Constantinople was a bustling place to be, by AD 400 there were some 300,000 people in it – by AD 560 there were around 800,000. So it was no mean city by any standards. A centre of learning, of the Church, and especially of trade, set on the Golden Horn where ships from the north and ships from the south came to trade.
Here, if one had the intellect, one could soar, here was the one place in the universe where it really happened, where one was at the centre of real influence, where the universe – material and spiritual – came together.
So, by the standards of its day (and a whole lot later) Constantinople was indeed the place to be.
But what of us, in these British islands? Well, despite Victorian ignorance of this period, it was certainly not a dark age and modern scholarship is finally making that clear.
The Church – the same Church that was in Constantinople actually arrived here earlier than it arrived in Greece or Rome. It is historically recorded by a number of contemporary/near contemporary writers that it came here with the first bishop Aristobulus sent from the Church in Jerusalem via Tyre in AD 37 – and it never went away. With the Church usually comes education. However the Church as it established itself in Britain, while believing the same things that the rest of the Church did, organised itself somewhat differently. Unlike other places it did not see itself as an institution. It was more a movement amongst the people. It had bishops, but they had no dioceses, they were with the people, more clan based than anything. By the AD 400s it had many monasteries and these rather than dioceses tended to be the centres of learning, the hubs of the Church.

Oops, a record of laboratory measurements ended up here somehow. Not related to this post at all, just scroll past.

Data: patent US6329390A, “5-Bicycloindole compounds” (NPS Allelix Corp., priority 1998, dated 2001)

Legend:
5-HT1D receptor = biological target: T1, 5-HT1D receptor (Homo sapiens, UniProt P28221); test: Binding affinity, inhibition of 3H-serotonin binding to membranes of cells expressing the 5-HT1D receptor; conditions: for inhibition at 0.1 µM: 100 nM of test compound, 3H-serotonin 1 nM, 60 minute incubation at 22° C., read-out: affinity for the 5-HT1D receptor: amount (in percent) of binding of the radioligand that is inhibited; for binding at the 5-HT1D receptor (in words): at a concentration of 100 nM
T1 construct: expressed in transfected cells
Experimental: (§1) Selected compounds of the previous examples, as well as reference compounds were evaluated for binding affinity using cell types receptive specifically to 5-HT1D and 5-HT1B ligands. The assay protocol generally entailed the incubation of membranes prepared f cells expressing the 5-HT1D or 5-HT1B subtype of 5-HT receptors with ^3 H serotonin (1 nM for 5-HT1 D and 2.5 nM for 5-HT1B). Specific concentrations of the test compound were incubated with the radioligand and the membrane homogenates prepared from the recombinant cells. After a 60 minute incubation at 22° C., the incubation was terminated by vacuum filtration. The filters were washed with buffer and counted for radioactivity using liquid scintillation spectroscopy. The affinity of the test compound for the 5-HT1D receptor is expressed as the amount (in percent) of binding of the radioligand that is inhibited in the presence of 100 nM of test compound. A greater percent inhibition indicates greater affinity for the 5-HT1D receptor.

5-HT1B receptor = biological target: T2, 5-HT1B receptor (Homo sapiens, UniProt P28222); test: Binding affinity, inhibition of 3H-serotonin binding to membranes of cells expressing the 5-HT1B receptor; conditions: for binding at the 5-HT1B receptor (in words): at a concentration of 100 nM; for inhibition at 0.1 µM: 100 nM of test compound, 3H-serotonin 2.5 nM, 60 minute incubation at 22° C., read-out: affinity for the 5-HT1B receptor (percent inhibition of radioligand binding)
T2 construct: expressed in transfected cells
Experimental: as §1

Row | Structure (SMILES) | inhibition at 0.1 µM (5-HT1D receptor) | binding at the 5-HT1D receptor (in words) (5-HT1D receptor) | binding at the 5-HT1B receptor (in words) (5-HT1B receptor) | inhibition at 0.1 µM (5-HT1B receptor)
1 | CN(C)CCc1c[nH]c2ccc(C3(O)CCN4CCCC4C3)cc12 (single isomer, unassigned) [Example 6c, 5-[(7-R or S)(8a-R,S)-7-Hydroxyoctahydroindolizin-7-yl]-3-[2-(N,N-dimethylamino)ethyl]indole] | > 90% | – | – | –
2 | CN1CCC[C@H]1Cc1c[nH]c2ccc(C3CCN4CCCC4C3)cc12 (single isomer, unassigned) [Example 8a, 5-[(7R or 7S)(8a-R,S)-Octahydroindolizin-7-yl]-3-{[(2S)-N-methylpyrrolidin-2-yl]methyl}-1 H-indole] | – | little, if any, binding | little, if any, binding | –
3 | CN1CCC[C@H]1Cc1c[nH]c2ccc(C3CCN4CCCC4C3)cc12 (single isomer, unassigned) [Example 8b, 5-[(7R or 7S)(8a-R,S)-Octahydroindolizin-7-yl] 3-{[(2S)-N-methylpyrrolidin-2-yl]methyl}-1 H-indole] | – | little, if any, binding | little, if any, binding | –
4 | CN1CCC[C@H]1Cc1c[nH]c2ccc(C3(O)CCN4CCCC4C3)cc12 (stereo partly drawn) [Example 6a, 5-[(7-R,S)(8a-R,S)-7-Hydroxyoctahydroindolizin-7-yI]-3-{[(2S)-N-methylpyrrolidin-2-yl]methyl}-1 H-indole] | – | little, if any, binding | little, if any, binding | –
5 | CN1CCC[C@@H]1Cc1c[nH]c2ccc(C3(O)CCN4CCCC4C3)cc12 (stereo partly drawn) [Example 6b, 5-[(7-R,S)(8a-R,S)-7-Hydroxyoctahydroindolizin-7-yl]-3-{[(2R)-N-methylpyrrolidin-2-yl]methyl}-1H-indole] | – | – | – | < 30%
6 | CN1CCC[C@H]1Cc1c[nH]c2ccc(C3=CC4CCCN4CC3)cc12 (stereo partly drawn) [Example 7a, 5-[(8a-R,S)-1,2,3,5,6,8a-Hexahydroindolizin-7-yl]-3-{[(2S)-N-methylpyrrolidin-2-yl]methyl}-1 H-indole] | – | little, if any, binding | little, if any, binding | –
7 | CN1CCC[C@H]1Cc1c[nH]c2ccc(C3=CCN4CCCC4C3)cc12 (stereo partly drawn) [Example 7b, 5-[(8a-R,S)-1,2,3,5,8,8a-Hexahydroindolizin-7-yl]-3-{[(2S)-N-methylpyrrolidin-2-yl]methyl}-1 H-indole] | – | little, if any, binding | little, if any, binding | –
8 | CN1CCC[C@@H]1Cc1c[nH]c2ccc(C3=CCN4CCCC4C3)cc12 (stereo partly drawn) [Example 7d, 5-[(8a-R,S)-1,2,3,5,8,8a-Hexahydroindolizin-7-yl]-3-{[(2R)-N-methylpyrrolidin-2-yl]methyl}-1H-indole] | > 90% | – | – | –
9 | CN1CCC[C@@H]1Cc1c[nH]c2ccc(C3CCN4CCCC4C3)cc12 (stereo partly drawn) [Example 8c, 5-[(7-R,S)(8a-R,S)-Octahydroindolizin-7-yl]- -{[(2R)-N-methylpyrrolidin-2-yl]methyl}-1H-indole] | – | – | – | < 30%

The Britons generally could be fairly well educated, particularly on topics such as religion, philosophy, geography and astronomy. The Romans often employed Britons as tutors for their sons. There was, however no British education system. The Druids had “colleges” where there was real learning of renown and these colleges converted quite easily to Christianity, continuing their role as teachers and community leaders. Indeed these colleges in many instances turned into Christian monasteries.
Such was the learning associated with the Church in the British Isles, that its fame spread across Europe, especially with the British missionaries who went as far as Germany and even Kiev.
The incoming Anglo-Saxons were however pagans and destroyed the Church wherever they gained control. The Church and its learning retreated, only to send missionaries back. Eventually by the eighth century most of the country was again Christian with the exception of those parts invaded late in the first millennium.
Escomb church – one of many surviving churches from the Anglo-Saxon period